They usually deny that they’re gay because they don’t dance around in bikinis in gay parades, or walk their slave around on a leash while all dolled up in leather drag. It’s pretty easy to deny your sexuality when you have nothing in common with the most obvious representatives of said sexuality. I’ve known both men and women who had adult children from their straight marriages who only came to accept who they are when they finally met that right person, or who were so unhappy it was either accept it or commit suicide.
Yes, in so many cases it’s almost taken as a given in the gay community. Bisexuals tend to hide, and complain about not being accepted.
I didn’t come out to myself as bisexual until my mid-twenties. That’s still technically the majority of my life, but it’s steadily becoming a smaller percentage.
When I was a teenager, my parents rented (and eventually bought) a house from a couple of nice old ladies who had been living together for thirty years. Neither of them have ever “come out” as lesbians, but the younger of the pair left a husband and three teenaged children in the '60s to move in with her new “room mate,” and stayed with her until she died of emphysema around 2001.
I’ve never personally known anyone who thought they were bisexual, then later decided they were gay, although I’m sure it’s happened. I have known some people who came out as bisexual, despite knowing they were gay, because they thought it would be easier for their friends and family to accept them that way. I’m not aware of any instances where it actually made any difference, one way or the other.
I know of one case where lesbianism was a stepping stone to bisexuality. My boyfriend is transgendered. He was born female, but now identifies as male. When he still identified as female, he also identified as a lesbian. After he came out as transgendered, and started presenting as a male, he found out that he does, in fact, like guys just fine - just not ones who treat him like a girl.
Yes, he was in his thirties with a wife and two kids before he even recognized he had those feelings. We used to talk about it almost on a weekly basis as to me it was just incredibly strange that a person didn’t know that they were gay. But there he was. He said it was after his two kids that he began to wonder why he just wasn’t attracted to women at all anymore.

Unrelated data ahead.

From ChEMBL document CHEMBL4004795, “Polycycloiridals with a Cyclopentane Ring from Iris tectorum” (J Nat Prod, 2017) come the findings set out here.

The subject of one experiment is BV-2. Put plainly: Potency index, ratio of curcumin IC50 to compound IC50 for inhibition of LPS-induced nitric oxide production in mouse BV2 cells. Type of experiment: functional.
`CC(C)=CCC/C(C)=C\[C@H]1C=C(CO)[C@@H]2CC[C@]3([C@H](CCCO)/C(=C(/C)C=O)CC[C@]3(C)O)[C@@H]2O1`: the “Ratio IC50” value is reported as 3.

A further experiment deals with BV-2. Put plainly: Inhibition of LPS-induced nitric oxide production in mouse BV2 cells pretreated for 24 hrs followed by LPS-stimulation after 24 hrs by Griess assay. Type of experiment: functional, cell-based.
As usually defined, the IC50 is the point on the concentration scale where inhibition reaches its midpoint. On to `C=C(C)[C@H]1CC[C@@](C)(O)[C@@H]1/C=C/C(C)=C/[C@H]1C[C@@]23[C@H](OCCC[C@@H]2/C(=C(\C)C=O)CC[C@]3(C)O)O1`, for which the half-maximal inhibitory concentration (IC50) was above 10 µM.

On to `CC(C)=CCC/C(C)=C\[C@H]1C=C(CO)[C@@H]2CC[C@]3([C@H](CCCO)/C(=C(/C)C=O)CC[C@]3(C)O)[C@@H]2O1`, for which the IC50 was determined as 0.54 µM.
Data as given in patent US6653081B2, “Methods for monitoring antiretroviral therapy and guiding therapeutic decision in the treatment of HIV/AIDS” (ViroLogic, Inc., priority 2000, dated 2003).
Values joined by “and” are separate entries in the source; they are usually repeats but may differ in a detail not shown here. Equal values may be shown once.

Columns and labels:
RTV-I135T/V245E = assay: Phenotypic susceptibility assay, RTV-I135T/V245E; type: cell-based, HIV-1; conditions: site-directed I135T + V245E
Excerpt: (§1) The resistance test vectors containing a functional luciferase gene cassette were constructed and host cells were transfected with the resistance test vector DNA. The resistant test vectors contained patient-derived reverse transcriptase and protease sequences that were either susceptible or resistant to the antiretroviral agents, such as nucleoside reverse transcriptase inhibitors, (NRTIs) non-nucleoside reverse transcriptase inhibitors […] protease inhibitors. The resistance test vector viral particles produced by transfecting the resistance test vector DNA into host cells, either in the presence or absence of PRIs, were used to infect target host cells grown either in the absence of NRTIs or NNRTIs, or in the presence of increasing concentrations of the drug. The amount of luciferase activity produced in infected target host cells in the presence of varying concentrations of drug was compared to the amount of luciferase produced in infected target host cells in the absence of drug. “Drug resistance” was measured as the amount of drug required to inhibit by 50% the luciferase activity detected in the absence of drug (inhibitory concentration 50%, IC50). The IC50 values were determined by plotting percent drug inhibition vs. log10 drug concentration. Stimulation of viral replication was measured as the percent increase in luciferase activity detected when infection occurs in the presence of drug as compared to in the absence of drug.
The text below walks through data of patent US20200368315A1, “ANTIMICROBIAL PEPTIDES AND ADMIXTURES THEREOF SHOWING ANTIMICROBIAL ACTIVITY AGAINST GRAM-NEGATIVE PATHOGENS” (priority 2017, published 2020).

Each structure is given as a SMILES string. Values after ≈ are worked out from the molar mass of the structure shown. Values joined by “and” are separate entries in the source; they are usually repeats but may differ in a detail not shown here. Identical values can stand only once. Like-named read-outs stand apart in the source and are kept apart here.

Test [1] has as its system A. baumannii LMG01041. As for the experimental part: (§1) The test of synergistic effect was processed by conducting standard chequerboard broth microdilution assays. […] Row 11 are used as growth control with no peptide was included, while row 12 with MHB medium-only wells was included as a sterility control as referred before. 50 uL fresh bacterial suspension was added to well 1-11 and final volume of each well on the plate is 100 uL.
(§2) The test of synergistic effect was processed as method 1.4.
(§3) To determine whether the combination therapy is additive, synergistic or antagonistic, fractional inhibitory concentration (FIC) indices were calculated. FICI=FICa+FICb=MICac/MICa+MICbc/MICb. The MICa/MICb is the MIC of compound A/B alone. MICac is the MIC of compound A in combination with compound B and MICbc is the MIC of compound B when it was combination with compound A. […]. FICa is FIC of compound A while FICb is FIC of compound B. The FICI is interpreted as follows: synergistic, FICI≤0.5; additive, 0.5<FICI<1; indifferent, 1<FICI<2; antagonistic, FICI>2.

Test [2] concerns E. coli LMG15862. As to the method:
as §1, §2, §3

For him it was a rationalization. ANd maybe he would be considered bisexual still. Sexuality can be rather liquid like that.
I’ll take this under advisement, but I would ask: why it should matter? The information is valid regardless.
I am more likely to move it, (complete) to MPSIMS or even General Questions on the grounds that it is informative, rather than a debate. However, I am not sure what the point of makig a new thread would be. I am not claiming that there is no reason, only that I would like the reason to be explicit.
My daughter recently came out as gay. I was the last to “officially” know but frankly I had figured that out already a long time ago. So here is my question.
Her best friends are all 3 gay guys, 2 of them a couple. This group of 4 do everything together either as a group of 4 or various combinations thereof. My question is how is it she has this extremely tight and close friendship with the 3 guys? What are the dynamics here ?
This was exactly the case for me (as a teen in the 1980s). I didn’t come out to myself until I was 21, and was pretty much asexual through high school (where I thought I was straight) and college (where I began to consider than I might be bisexual). This was damaging, and I spent my 20s single or in very short relationships.
Unlike a lot of people with that experience, though, I don’t arrogantly assume that this is the case for ALL bisexuals, but I think it used to be a pretty common story.
I don’t understand how this has anything to do with her sexuality. It sounds like a close friendship of four people, two of whom are a couple. Being gay might be one of the things that drew them together in the first place, I guess.